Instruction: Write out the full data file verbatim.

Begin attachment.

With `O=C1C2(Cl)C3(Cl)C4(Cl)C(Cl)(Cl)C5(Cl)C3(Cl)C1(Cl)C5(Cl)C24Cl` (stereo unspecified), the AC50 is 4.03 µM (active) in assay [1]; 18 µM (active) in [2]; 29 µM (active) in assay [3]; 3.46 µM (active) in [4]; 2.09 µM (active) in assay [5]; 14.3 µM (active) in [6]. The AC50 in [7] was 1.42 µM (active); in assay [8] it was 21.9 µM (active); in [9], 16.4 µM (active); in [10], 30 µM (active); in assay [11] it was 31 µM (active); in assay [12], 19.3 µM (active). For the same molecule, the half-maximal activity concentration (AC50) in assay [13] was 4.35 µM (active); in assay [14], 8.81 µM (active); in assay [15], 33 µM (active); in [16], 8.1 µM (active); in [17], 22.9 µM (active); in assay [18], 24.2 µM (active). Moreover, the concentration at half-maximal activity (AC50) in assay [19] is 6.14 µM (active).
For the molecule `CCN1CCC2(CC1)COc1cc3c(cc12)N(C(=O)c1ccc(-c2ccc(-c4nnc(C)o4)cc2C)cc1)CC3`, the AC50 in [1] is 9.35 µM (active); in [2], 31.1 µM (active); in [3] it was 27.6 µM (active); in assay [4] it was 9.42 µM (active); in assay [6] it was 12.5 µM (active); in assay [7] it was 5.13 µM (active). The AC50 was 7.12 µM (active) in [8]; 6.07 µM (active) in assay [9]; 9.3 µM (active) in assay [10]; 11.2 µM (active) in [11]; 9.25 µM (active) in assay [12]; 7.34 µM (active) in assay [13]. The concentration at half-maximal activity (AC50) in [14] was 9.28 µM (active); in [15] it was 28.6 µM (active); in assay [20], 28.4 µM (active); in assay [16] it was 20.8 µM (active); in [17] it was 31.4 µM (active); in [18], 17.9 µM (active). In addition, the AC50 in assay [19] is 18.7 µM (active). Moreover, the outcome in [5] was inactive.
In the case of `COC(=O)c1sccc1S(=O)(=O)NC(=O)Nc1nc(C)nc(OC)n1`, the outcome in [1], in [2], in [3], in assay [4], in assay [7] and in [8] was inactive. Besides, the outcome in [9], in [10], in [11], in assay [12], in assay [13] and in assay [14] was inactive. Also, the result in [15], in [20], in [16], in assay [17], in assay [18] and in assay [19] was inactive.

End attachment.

With `O=C1C2(Cl)C3(Cl)C4(Cl)C(Cl)(Cl)C5(Cl)C3(Cl)C1(Cl)C5(Cl)C24Cl` (stereo unspecified), the AC50 is 4.03 µM (active) in assay [1]; 18 µM (active) in [2]; 29 µM (active) in assay [3]; 3.46 µM (active) in [4]; 2.09 µM (active) in assay [5]; 14.3 µM (active) in [6]. The AC50 in [7] was 1.42 µM (active); in assay [8] it was 21.9 µM (active); in [9], 16.4 µM (active); in [10], 30 µM (active); in assay [11] it was 31 µM (active); in assay [12], 19.3 µM (active). For the same molecule, the half-maximal activity concentration (AC50) in assay [13] was 4.35 µM (active); in assay [14], 8.81 µM (active); in assay [15], 33 µM (active); in [16], 8.1 µM (active); in [17], 22.9 µM (active); in assay [18], 24.2 µM (active). Moreover, the concentration at half-maximal activity (AC50) in assay [19] is 6.14 µM (active).
For the molecule `CCN1CCC2(CC1)COc1cc3c(cc12)N(C(=O)c1ccc(-c2ccc(-c4nnc(C)o4)cc2C)cc1)CC3`, the AC50 in [1] is 9.35 µM (active); in [2], 31.1 µM (active); in [3] it was 27.6 µM (active); in assay [4] it was 9.42 µM (active); in assay [6] it was 12.5 µM (active); in assay [7] it was 5.13 µM (active). The AC50 was 7.12 µM (active) in [8]; 6.07 µM (active) in assay [9]; 9.3 µM (active) in assay [10]; 11.2 µM (active) in [11]; 9.25 µM (active) in assay [12]; 7.34 µM (active) in assay [13]. The concentration at half-maximal activity (AC50) in [14] was 9.28 µM (active); in [15] it was 28.6 µM (active); in assay [20], 28.4 µM (active); in assay [16] it was 20.8 µM (active); in [17] it was 31.4 µM (active); in [18], 17.9 µM (active). In addition, the AC50 in assay [19] is 18.7 µM (active). Moreover, the outcome in [5] was inactive.
In the case of `COC(=O)c1sccc1S(=O)(=O)NC(=O)Nc1nc(C)nc(OC)n1`, the outcome in [1], in [2], in [3], in assay [4], in assay [7] and in [8] was inactive. Besides, the outcome in [9], in [10], in [11], in assay [12], in assay [13] and in assay [14] was inactive. Also, the result in [15], in [20], in [16], in assay [17], in assay [18] and in assay [19] was inactive.